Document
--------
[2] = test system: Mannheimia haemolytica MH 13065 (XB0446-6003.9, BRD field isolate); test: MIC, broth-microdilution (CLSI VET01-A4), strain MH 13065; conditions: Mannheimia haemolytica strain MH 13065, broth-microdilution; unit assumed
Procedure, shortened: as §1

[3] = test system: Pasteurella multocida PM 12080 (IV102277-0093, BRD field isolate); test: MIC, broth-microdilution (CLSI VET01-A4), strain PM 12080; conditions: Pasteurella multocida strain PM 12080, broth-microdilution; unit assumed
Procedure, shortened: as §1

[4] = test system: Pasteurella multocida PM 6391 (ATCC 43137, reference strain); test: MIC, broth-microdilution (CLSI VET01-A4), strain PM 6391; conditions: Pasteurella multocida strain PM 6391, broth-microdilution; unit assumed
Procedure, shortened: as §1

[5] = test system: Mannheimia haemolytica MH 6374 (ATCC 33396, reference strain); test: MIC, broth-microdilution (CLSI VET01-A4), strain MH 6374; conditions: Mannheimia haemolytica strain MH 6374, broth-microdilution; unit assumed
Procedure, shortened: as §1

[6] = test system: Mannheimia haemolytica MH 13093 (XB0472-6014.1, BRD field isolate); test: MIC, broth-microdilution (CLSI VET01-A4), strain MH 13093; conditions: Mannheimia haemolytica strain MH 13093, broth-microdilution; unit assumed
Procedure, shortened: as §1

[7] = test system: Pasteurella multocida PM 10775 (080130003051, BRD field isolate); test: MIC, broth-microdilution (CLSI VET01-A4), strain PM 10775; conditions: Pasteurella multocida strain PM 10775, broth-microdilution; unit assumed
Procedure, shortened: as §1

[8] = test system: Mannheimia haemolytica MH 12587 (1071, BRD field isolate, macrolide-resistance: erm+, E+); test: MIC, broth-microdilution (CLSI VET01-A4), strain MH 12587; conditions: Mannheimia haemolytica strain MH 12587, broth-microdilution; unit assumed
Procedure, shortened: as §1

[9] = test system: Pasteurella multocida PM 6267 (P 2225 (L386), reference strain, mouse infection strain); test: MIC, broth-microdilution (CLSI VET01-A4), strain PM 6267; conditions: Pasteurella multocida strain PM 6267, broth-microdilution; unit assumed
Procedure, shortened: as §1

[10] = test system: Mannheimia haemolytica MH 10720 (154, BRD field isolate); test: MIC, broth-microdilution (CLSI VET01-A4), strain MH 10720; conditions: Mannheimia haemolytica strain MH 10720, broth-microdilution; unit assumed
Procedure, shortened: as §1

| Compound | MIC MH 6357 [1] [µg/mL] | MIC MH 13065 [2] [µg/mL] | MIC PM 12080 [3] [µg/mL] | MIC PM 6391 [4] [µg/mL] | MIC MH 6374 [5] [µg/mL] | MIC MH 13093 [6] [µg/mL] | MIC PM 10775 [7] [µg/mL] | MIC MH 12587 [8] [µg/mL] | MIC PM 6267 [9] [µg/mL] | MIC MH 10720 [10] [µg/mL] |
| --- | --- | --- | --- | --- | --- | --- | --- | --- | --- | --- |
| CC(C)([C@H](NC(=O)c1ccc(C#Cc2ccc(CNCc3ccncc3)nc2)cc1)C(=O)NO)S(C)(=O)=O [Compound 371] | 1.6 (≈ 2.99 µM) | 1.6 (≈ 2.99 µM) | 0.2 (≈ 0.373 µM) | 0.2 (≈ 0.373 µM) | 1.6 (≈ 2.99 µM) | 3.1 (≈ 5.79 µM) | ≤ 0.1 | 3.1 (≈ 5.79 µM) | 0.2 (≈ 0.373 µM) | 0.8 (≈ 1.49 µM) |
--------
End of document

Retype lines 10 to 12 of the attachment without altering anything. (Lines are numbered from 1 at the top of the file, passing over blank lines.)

Procedure, shortened: as §1

[7] = test system: Pasteurella multocida PM 10775 (080130003051, BRD field isolate); test: MIC, broth-microdilution (CLSI VET01-A4), strain PM 10775; conditions: Pasteurella multocida strain PM 10775, broth-microdilution; unit assumed
Procedure, shortened: as §1